This video "Freedom's Legacy" by Michael Smotherman is a very good song. The video itself however has not withstood the test of time. It looks like Michael is getting ready to fight The Great Laser Tag War of 2034. The music is quite captivating and yet the visuals give me a good chuckle.

I don't mean to single out this video as bad. The bad music videos far out number the good videos. I just think the song itself still has merit and is actually dragged down by the video. Then again, if this music video had never been made of the song - I never would have heard the song.

Tuesday, June 9, 2009

no jive jesus is alive

The No Jive Jesus Is Alive Falls Festival 1977 was Christian Brothers Association's first music festival endeavor. The first festival wasn't held where the stage is today, but rather on a stage that was deeper into Noccalula Park - just beyond the Pioneer Village and the Botanical Gardens. It was my favorite spot for the festival - better than the newer stage we were moved to by 1979. We had John Michael and Terry Talbot here for that event - but the local talent was just as good. That's what I liked about our old festivals - we offered a spotlight on the local guys too. New Wine, Christian Brothers Band, Melody, Little Children, Rick Shirley, Psalm and Mark & Smiley. It was a great celebration that was held on August 19th & 20th. It was the year I graduated high school and the nineteenth was my birthday. I had plenty of reason to celebrate that busy weekend.

Monday, June 8, 2009

drawn to my hero

I ran across this illustration I rendered of John Wayne at the time The Cowboys (1972) was being being made. I remember I was sitting at a school desk at General Forrest Junior High School reading a LIFE magazine article that was chock full of photos of the movie.

I was a big John Wayne fan through out my childhood - and still am today. I drew this picture from a photo taken from that magazine. I remember really working hard at this image - wanting with all my heart that the picture actually looked like The Duke when it was finished.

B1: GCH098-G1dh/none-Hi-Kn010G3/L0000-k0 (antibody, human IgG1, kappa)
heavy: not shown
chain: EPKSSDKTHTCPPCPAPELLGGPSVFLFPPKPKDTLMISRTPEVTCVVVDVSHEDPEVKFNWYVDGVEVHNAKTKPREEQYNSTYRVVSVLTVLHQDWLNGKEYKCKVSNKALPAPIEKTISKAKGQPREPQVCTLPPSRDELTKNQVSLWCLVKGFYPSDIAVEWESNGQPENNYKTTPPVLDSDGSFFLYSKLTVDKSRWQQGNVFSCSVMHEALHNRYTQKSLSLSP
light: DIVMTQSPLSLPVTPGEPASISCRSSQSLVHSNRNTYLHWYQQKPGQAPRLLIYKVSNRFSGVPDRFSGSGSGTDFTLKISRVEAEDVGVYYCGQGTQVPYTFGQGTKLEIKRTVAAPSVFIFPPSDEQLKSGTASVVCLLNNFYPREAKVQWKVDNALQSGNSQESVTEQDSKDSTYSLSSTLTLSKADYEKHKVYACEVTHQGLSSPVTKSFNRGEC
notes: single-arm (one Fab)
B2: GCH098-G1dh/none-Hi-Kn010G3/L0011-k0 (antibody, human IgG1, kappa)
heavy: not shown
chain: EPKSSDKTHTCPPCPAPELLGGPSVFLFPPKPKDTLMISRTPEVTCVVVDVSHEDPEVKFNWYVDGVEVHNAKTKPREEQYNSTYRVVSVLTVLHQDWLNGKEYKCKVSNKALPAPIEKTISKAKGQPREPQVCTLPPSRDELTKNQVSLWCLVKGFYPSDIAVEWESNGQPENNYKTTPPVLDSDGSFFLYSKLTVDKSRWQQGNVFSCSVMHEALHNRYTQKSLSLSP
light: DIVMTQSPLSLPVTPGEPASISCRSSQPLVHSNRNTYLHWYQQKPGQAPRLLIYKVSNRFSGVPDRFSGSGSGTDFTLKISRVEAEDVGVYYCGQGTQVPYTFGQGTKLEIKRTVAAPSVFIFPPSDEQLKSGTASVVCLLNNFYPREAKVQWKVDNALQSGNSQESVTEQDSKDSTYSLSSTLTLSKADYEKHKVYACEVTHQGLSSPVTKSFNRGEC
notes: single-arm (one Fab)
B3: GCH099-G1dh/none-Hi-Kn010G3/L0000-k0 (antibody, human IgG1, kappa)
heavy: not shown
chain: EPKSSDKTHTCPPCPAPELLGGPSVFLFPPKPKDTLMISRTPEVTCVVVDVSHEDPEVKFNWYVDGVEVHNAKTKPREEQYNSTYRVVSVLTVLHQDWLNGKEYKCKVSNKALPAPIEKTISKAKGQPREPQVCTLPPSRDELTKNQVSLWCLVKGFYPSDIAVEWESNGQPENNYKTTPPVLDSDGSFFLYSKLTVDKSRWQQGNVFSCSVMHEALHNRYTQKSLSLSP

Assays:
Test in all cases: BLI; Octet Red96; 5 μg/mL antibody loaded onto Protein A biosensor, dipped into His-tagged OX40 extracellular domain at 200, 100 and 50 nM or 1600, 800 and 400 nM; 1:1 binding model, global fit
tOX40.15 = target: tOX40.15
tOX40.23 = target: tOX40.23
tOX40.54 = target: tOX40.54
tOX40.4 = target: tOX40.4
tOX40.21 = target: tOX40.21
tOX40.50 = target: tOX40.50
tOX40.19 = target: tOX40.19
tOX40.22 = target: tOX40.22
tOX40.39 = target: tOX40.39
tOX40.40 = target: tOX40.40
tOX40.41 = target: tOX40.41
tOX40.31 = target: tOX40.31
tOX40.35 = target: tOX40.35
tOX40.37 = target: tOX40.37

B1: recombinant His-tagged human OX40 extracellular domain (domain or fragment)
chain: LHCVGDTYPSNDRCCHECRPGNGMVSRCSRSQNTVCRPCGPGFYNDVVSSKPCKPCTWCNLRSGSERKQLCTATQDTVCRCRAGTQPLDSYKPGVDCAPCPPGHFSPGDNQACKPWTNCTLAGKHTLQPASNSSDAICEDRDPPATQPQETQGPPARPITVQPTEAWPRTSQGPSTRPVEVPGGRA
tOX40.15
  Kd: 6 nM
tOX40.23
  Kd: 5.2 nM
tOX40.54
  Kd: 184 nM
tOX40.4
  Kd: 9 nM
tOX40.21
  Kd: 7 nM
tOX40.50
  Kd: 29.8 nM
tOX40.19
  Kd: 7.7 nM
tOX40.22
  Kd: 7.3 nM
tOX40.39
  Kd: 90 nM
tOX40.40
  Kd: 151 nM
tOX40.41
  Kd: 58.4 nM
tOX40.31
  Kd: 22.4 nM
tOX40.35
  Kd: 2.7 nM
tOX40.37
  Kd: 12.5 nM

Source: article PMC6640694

At the time there was a contest in which the winner could be one of the young cowboys in this movie. Man, I wanted to be one of those kids who rode along with John Wayne.
Finding this picture today brings back the anticipation I felt waiting for that movie to be released - the hopes of actually being in a John Wayne movie. I remember being very proud of this picture - having drawn something that turned out pretty darn good for a thirteen years old.

The Cowboys is the first time I remember seeing Bruce Dern. I not only noticed him - but took note never to turn my back on that dirty rotten back shoot'n scoundrel.

Sunday, June 7, 2009

favorite album as a kid

Michael Bynum's (aka: Mr. 1950's) post today regarding old console stereo units reminded me of my most favorite album in the who wide world when I was a kid. It was called Stories & Songs of the Civil War, from the RCA Victor's Bluebird Children's Recording Catalog. It was narrated by Ralph Bellamy and chock full of authentic songs of the North & South. My favorite song on the album was Goober Peas. I loved the cover art of this album. It would be great to have a copy of this album today. I don't know what ever happened to our copy. The Finlayson clan probably wore the thing out. I'd love to have it if not just for the album cover art.

peas peas peas peas
eat'n goober peas
goodness how delicious
eat'n goober peas!

Friday, June 5, 2009

Uncle Pat's visit


I posted the top photo at the Boomerville, USA facebook a while back. Jose' said it looked like that day in Dallas. Actually this is that day in Gadsden. The arrival of my dad's younger brother Uncle Pat from Macon, Georgia was always a highly anticipated event. I actually remember this particular visit. Pat would usually drive up in a new car. This is one of my favorite cars that Pat ever owned. As I got older, he'd pay me to wash his car and after passing inspection, would pay me a handsome some and usually treat me to a movie. After I learned how to drive, he'd hand me the keys (of his Audi, Volvo, or whatever he owned at the time) and let me tool around town with him. Uncle Pat enjoyed tooling around.

In the top photo, Pat is standing outside of the car instructing a very mini-me to look at the camera. Jennie and Irene are sharing the backseat with me. Dad is up front looking like he's ready to cruise.


You can tell by these photos that the Pat's shiny new pink convertible was the center of attention. The bottom photo is of Finlayson and neighborhood kids. I guess the word spread around the neighborhood of the legend of Uncle Pat and some kids dropped by to see what the hubbub was all about. I will try to identify as many as I can in this photo from left to right. David (me), Irene, Brooky, Jennie, ?, Ed Murphy?, Wesley Ellis. If any of my siblings can identify their childhood friends in this photo - I'd appreciate it.

Thursday, June 4, 2009

grasshopper